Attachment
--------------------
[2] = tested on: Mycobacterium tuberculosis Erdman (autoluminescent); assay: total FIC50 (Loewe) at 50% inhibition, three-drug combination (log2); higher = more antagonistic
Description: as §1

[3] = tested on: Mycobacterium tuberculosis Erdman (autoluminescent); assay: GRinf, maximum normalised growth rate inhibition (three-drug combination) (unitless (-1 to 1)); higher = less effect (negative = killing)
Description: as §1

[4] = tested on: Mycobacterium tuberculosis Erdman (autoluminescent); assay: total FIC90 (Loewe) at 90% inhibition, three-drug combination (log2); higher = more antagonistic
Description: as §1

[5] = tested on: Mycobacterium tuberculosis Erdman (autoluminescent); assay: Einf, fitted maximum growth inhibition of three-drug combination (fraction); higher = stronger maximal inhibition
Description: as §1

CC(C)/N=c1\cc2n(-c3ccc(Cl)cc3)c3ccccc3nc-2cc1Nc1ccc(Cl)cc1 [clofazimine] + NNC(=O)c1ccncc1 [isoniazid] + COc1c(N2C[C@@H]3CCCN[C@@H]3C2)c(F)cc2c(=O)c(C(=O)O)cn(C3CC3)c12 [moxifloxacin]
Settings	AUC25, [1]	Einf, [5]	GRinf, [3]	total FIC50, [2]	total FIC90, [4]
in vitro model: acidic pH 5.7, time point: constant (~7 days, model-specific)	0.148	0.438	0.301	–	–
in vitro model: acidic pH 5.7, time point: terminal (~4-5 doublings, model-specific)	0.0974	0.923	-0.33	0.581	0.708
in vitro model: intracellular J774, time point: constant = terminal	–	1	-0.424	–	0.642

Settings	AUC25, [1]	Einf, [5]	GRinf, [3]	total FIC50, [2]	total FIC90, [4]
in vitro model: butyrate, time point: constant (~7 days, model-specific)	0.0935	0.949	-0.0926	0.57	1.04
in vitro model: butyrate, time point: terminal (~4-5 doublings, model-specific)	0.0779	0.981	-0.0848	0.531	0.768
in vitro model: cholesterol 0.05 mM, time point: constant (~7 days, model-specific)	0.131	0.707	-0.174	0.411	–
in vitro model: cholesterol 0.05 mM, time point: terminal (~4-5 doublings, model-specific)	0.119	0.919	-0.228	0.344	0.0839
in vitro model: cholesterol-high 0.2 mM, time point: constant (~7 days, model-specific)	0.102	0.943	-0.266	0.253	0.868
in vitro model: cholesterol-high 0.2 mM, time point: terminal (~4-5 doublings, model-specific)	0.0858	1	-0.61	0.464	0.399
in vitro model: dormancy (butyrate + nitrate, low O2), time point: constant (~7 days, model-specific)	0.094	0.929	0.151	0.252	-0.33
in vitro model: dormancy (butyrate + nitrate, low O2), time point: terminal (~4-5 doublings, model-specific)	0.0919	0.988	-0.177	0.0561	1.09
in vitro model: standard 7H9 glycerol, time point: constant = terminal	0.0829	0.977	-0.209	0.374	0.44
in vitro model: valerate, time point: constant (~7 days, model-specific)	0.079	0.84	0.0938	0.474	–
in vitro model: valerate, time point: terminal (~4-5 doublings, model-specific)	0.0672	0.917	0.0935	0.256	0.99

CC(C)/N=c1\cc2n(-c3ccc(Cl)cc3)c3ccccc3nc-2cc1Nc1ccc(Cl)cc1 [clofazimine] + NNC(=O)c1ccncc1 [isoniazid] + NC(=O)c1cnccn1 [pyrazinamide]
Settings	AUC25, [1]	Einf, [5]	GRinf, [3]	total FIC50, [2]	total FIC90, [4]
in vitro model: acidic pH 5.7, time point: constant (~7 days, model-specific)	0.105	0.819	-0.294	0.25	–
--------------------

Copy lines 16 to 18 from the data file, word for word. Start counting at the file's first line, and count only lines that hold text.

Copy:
in vitro model: butyrate, time point: terminal (~4-5 doublings, model-specific)	0.0779	0.981	-0.0848	0.531	0.768
in vitro model: cholesterol 0.05 mM, time point: constant (~7 days, model-specific)	0.131	0.707	-0.174	0.411	–
in vitro model: cholesterol 0.05 mM, time point: terminal (~4-5 doublings, model-specific)	0.119	0.919	-0.228	0.344	0.0839